The final film screening on February 3 will be the gala closing event – the presentation of a Student Film and Video night, featuring films by Grenfell students. A closing reception will be hosted by the gallery.
All screenings will take place at 7 p.m. in the lecture theatre of the Library and ComputingBuilding, LC301.
An addendum of the installation and screening schedule is attached below. This installation and screening series is made possible through collaborations with the Canadian Filmmakers Distribution Centre, Mount Saint Vincent University Art Gallery, and Vtape, a Toronto-based distribution, exhibition and resource centre with an emphasis on the contemporary media.
Film and video festival – Schedule of installations and screenings
November 23 to February 4
A collaboration with Vtape, Canadian Filmmakers Distribution Centre and MountSaint VincentUniversityArtGallery
Gallery Installation: Philip Jonlin Lee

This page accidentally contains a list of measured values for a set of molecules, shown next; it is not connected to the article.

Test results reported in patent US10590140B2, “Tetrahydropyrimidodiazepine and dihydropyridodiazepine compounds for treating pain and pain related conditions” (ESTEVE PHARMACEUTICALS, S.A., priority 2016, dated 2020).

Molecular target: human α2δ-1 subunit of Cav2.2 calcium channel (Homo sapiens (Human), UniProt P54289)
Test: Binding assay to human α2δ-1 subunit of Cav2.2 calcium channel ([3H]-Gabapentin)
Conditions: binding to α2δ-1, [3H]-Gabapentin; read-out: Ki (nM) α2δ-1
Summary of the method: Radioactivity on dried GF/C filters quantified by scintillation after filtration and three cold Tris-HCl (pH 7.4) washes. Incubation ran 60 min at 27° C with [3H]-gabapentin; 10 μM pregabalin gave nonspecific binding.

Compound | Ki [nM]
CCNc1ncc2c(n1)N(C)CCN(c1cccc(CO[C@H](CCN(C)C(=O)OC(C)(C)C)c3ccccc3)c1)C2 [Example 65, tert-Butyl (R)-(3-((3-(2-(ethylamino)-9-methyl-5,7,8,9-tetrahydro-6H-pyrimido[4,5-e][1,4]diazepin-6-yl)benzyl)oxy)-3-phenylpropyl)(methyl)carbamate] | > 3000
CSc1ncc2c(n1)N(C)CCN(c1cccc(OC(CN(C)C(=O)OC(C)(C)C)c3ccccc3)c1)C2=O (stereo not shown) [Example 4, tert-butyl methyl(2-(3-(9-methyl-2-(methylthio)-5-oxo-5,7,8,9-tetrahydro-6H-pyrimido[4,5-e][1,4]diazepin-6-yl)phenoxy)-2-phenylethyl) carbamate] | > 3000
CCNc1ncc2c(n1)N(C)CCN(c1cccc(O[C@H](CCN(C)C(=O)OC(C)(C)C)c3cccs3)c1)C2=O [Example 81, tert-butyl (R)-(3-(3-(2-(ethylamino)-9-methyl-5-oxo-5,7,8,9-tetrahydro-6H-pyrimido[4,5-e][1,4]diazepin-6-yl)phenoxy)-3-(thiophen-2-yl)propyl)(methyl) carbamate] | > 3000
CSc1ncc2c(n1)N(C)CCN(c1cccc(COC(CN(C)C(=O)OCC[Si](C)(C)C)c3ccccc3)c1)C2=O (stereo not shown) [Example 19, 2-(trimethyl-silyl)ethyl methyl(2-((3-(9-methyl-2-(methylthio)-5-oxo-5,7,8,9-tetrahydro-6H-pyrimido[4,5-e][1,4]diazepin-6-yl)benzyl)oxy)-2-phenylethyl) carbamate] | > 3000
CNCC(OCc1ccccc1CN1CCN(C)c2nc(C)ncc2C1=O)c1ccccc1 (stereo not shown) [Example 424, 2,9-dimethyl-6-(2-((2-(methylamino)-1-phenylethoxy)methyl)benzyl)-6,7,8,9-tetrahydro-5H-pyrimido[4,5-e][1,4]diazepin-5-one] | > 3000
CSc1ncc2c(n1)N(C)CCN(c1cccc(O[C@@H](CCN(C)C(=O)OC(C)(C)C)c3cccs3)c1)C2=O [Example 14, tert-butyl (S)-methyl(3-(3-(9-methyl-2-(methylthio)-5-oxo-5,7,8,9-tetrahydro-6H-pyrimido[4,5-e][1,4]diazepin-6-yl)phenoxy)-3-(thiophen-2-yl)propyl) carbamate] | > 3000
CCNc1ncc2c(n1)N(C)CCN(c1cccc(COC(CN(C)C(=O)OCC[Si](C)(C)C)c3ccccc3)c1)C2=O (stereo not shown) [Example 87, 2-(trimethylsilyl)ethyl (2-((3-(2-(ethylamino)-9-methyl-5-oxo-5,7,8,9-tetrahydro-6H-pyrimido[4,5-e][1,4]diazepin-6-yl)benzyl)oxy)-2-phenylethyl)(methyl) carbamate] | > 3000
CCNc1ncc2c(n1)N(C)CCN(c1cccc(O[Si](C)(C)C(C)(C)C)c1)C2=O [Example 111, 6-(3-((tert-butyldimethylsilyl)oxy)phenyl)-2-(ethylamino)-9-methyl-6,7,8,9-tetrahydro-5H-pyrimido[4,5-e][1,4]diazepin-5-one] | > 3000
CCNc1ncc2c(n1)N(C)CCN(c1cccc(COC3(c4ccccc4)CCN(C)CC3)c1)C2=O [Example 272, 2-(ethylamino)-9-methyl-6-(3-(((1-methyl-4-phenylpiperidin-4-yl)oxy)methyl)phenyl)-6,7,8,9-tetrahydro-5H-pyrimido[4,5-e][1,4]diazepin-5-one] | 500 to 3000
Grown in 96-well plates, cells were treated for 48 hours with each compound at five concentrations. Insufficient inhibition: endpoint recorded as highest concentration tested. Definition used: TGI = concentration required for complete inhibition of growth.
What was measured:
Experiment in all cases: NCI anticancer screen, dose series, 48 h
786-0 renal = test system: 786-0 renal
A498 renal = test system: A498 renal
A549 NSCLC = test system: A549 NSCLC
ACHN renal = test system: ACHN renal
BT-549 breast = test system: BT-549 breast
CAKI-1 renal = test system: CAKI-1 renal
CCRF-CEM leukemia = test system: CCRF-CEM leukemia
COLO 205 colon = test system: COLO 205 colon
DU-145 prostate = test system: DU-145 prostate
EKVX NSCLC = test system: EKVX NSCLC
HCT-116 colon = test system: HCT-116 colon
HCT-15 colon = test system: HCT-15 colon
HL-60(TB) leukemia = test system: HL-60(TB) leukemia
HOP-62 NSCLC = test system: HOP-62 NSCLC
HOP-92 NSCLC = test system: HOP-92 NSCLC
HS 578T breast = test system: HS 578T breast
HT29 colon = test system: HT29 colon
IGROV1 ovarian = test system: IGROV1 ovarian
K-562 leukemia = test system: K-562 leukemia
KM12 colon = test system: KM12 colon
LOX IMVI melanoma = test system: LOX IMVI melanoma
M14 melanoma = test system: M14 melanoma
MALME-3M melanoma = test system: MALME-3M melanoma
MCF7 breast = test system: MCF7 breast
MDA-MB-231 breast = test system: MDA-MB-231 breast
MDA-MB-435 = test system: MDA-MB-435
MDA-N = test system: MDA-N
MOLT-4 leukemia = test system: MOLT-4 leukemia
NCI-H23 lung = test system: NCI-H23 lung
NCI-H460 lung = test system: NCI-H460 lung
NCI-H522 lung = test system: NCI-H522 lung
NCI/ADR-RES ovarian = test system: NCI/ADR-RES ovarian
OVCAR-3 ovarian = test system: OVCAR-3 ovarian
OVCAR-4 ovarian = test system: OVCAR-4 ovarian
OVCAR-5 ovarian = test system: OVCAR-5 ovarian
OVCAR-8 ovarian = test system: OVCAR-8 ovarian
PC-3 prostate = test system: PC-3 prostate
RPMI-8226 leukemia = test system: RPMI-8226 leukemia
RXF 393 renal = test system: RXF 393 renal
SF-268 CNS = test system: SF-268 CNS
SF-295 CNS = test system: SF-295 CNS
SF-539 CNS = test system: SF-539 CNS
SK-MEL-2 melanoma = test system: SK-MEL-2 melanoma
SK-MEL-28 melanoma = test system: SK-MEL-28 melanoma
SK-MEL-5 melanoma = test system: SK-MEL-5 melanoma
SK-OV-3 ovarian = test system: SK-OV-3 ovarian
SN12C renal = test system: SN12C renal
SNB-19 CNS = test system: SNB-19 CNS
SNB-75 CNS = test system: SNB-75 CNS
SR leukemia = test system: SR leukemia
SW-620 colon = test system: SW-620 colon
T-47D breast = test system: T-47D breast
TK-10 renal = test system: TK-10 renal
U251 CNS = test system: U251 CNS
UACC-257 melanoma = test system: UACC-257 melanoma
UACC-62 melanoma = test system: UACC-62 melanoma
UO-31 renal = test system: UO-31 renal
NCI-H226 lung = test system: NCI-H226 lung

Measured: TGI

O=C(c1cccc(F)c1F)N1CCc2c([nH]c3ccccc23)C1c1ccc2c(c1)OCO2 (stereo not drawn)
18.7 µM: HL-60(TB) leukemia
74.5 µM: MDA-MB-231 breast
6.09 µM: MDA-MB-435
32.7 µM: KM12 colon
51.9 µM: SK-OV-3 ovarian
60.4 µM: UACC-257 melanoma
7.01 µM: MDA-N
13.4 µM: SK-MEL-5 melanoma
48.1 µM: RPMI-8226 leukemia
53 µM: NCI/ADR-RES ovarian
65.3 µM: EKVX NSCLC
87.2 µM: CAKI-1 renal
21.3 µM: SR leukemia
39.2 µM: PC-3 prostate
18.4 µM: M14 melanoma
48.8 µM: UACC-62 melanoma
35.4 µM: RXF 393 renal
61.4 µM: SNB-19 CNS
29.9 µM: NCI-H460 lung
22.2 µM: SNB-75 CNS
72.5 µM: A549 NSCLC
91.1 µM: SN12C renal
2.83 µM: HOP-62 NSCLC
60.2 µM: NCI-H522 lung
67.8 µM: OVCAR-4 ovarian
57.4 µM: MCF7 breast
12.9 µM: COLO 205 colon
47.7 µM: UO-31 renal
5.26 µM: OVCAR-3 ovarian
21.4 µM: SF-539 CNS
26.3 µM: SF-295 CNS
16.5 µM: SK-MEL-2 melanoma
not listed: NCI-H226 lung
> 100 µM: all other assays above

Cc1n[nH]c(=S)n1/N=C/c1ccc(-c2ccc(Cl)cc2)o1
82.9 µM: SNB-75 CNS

Long Ride Home
Installation and video series continuous screening in the gallery
November 21 to December 23, 2005
Screening: Lisa Steele and Kim Tomczak
Deserted Streets at Midday
November 22 @ 7 p.m. in LC 301
Screening: Joyce Wieland
Reason Over Passion
November 29 @ 7 p.m. in LC301
Gallery Installation: Sandy Amerio
Hear me, children-yet-to-be-born
Installation and video series continuous screening in the gallery
January 9 to February 4, 2006
Screening: Brisk Collages and Bricolages
Screening series with curator/artist’s talk
First 2-hour screening
January 10 @ 7 p.m. in LC 301
Screening: Second 2-hour screening, Brisk Collages and Bricolages
Jannuary 24 @ 7 p.m. in LC301
Screening: Split Decisions
Screening series curated by Paul Wong
January 31@ 7 p.m. in LC301
Gala closing event:
Screening: Student Film and Video night
Reception hosted by the gallery on February 3, 2006
*From the Canadian Filmmakers Distribution Centre:
Jack Chambers film series and Michael Snow film series (Location and dates TBA)
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For further information, please contact Gail Tuttle, Director, SirWilfredGrenfellCollegeArtGallery, 709-637-6209or firstname.lastname@example.org.